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Archive for June, 2010

Spot colour

June 16, 2010 2 comments

(1) Printed colours created with specially mixed inks rather than by over-printing with CMYK colours (process printing). In fact, spot colours can be used very effectively in addition to process printing, e.g. over-printing an ordinary four-colour cover with a extra spot colour (say, with a luminous, transparent ink that simulates rain-drops).

(2) The use of one additional colour on the book page in addition to the normal black.

This definition is extracted (and expanded on) from the book Getting Published: A Companion for the Humanities and Social Sciences by Gerald Jackson and Marie Lenstrup. It was first referred to in the blog Getting Published in a post on pre-press processes at a printing works.

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Duotone

June 16, 2010 1 comment

Typically, overprinting with black and one spot colour to create an economical colour cover. This practice is disappearing as the cost of four-colour printing is falling below that of manually setting up a printer with the inks for spot colour.

This definition is extracted (and expanded on) from the book Getting Published: A Companion for the Humanities and Social Sciences by Gerald Jackson and Marie Lenstrup. It was first referred to in the blog Getting Published in a post on pre-press processes at a printing works.

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Colour separation

June 16, 2010 1 comment

Full-colour (usually four-colour) printing first requires separation of the four CMYK primary colours on to separate printing plates, one plate per process colour. On each plate, the pure colour value is reproduced as black, while tints of that colour are reproduced as gray.

In the illustration below, you can see how a variety of colours are separated. Note that the rich-red word “RED” vanishes into the gray background on the cyan plate. This is because the red and gray used have similar cyan percentages. On the magenta and yellow plates, the word is completely black because its colour is 100% magenta and 100% yellow. In contrast, because the red used for RED has no black in its colour definition, on the black plate the word is reversed out (appears as white, the absence of colour).

This definition is extracted (and expanded on) from the book Getting Published: A Companion for the Humanities and Social Sciences by Gerald Jackson and Marie Lenstrup. It was first referred to in the blog Getting Published in a post on pre-press processes at a printing works.

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Four-colour printing

June 16, 2010 4 comments

Reproduction of colour by the overprinting of the four CMYK primary colours, a process first requiring that the colours are separated as their own plates are required for the different process colours. See also Duotone.

This definition is extracted (and expanded on) from the book Getting Published: A Companion for the Humanities and Social Sciences by Gerald Jackson and Marie Lenstrup. It was first referred to in the blog Getting Published in a post on pre-press processes at a printing works.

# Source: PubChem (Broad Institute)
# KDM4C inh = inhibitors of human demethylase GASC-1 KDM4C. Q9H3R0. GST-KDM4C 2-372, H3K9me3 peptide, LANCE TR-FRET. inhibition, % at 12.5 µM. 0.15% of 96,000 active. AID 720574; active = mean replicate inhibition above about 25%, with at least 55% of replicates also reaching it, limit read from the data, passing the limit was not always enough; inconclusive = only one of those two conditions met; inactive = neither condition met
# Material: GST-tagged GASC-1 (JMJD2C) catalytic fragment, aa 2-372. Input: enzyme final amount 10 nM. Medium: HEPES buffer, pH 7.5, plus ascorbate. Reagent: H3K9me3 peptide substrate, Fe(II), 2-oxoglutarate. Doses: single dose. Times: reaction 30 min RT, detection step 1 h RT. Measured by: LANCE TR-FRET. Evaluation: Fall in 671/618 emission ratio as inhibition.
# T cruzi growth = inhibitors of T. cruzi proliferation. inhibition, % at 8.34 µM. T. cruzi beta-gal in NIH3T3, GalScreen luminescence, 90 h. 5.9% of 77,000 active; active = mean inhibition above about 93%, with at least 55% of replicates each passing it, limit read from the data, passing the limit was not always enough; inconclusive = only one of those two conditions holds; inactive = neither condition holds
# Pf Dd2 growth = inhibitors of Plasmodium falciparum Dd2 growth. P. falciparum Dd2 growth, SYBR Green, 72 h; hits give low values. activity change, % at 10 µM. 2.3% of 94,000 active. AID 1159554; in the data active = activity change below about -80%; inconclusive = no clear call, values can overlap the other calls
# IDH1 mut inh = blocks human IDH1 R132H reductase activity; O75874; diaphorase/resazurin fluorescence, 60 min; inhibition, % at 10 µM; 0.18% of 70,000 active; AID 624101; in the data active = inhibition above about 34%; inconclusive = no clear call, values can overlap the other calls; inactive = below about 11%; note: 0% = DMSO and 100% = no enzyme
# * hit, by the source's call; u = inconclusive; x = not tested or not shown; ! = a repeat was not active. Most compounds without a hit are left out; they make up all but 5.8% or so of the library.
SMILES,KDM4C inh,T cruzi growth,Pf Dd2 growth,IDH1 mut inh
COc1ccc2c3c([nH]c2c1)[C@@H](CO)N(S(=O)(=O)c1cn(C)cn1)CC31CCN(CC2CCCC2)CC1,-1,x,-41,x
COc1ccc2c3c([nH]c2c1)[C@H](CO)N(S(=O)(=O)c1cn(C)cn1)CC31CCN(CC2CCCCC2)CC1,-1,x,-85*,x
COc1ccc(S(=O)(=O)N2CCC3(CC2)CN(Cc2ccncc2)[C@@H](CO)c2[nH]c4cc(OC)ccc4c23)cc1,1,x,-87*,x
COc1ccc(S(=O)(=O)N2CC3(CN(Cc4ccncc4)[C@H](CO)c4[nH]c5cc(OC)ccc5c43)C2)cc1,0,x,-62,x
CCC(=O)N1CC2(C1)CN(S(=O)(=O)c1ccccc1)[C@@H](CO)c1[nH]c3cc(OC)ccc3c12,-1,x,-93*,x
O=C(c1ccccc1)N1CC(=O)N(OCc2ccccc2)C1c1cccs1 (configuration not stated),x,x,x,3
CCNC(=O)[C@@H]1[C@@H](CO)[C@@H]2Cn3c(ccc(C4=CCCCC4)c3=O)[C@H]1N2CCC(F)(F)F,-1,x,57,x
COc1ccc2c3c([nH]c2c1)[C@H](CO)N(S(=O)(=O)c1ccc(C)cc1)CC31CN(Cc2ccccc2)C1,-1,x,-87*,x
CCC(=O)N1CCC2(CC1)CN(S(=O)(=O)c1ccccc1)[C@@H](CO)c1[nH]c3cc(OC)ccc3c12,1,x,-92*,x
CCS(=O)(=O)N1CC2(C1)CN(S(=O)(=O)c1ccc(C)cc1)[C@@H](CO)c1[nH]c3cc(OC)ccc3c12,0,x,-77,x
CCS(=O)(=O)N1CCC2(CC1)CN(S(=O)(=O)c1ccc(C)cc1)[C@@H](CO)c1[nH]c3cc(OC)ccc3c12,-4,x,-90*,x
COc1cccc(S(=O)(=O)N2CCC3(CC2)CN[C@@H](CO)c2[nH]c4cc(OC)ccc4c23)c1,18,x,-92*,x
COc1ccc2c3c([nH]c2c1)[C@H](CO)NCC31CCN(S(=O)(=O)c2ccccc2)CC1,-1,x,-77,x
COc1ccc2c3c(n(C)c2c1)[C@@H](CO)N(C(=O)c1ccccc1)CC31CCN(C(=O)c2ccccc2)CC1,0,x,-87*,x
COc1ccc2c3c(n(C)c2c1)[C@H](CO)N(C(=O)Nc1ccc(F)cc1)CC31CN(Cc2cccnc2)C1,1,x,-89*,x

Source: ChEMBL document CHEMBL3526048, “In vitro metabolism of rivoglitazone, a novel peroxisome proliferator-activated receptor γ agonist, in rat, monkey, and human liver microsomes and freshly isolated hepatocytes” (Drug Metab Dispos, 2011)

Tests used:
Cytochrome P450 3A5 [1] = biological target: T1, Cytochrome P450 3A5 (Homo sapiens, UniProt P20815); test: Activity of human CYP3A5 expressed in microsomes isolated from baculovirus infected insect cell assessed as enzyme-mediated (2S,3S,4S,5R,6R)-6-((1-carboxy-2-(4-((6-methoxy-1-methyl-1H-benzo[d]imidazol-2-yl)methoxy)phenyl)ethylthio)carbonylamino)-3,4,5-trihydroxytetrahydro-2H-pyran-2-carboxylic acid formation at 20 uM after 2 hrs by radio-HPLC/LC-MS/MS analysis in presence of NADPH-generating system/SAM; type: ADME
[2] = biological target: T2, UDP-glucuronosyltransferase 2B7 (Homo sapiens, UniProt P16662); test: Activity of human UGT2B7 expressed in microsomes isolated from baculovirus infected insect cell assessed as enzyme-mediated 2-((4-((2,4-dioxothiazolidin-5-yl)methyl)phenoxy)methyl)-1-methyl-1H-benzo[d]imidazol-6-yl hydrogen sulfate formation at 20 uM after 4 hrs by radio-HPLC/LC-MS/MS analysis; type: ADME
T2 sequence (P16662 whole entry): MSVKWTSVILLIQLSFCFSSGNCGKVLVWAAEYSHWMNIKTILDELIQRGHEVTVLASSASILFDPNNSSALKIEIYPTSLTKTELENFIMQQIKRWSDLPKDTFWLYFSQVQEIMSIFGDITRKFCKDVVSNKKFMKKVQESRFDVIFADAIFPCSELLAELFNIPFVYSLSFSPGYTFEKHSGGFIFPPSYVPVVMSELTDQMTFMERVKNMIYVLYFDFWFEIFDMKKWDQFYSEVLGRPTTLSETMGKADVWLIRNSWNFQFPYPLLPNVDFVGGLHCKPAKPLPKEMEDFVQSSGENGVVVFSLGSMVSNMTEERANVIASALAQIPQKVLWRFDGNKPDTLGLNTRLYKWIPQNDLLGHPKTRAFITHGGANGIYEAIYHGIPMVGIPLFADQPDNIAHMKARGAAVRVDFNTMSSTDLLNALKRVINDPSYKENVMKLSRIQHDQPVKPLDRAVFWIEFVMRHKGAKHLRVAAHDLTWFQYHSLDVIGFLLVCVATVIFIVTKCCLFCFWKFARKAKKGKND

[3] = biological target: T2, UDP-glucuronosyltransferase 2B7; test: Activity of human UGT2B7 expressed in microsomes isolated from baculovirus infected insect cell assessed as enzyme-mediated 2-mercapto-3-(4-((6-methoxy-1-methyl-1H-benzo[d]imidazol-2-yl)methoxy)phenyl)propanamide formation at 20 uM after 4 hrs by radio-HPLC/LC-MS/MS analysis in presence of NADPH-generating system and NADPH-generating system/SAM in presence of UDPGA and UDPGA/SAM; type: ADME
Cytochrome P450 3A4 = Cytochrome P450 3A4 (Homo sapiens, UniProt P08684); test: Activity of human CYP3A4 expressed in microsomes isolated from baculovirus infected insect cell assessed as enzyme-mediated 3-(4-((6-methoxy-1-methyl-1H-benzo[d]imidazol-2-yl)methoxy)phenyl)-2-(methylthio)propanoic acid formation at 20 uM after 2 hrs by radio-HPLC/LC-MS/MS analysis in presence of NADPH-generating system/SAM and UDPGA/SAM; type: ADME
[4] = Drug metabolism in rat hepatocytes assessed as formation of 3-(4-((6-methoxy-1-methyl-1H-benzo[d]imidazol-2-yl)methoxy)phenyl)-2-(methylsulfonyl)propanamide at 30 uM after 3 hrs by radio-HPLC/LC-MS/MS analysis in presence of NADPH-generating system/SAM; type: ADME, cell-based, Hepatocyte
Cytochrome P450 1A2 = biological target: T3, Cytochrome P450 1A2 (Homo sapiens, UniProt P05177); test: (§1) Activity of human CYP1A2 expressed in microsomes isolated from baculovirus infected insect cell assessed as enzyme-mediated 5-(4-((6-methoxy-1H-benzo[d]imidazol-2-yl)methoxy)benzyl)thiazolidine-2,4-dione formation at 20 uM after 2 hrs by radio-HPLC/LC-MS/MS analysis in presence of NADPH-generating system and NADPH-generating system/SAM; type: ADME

Categories: Uncategorized

Process colours

June 16, 2010 1 comment

The three primary printing colours (cyan, magenta and yellow) used in combination with black in four-colour printing. As opposed to spot colours. See also CMYK.

Colours are defined by their process colour code. For example, the reddest of the web-safe red colours has a CMYK code of 0-92-100-0 (no cyan, a 92% tint of magenta, pure yellow and no black).

This definition is extracted (and expanded on) from the book Getting Published: A Companion for the Humanities and Social Sciences by Gerald Jackson and Marie Lenstrup. It was first referred to in the blog Getting Published in a post on pre-press processes at a printing works.

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Origination

June 15, 2010 1 comment

(1) The work and cost involved in producing a book up to the point of manufacture, including editing, design, typesetting, proofing and indexing (but excluding marketing, which is a cost of sales).

(2) Sometimes conflated with pre-press work.

This definition is extracted (and expanded on) from the book Getting Published: A Companion for the Humanities and Social Sciences by Gerald Jackson and Marie Lenstrup. It was first referred to in the blog Getting Published in a post on pre-press processes at a printing works.

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Camera-ready copy (CRC)

June 15, 2010 1 comment

The finalized typeset book pages (or sometimes finished artwork) ready for delivery to the printer. Originally this was delivered as hard copy that was manually filmed, hence the name. Today, when authors produce their own CRC, this is usually delivered as a PDF file; direct filming is now rare.

Publishers are usually wise enough to avoid publishing books based on CRC from the author. Any cost saving on the typesetting is usually outweighed by vastly higher supervisory costs involved in hand-holding the author and ensuring that the CRC is usable.

This definition is extracted (and expanded on) from the book Getting Published: A Companion for the Humanities and Social Sciences by Gerald Jackson and Marie Lenstrup. It was first referred to in the blog Getting Published in a post on pre-press processes at a printing works.

Categories: Uncategorized